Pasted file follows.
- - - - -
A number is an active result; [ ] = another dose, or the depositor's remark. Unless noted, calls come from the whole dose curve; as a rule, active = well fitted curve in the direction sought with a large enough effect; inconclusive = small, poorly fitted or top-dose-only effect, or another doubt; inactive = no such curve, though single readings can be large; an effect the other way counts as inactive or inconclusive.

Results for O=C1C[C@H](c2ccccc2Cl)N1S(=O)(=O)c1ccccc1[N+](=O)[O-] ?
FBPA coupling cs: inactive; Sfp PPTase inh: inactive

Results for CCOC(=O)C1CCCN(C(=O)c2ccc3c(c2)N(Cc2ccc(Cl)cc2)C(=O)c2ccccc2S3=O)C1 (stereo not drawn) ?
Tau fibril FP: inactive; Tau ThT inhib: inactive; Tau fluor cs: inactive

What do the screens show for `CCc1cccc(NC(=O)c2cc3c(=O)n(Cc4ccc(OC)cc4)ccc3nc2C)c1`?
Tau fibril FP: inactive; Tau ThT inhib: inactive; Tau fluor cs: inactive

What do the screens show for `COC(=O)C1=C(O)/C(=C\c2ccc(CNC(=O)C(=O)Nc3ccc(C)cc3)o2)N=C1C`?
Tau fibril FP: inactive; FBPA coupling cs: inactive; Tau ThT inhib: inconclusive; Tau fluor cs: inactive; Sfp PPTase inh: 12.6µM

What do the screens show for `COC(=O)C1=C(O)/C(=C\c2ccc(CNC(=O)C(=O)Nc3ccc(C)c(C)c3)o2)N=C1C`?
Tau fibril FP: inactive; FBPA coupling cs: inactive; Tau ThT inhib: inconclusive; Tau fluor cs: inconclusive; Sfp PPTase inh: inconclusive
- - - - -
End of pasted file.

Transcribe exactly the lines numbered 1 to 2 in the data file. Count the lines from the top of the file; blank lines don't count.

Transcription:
A number is an active result; [ ] = another dose, or the depositor's remark. Unless noted, calls come from the whole dose curve; as a rule, active = well fitted curve in the direction sought with a large enough effect; inconclusive = small, poorly fitted or top-dose-only effect, or another doubt; inactive = no such curve, though single readings can be large; an effect the other way counts as inactive or inconclusive.

Results for O=C1C[C@H](c2ccccc2Cl)N1S(=O)(=O)c1ccccc1[N+](=O)[O-] ?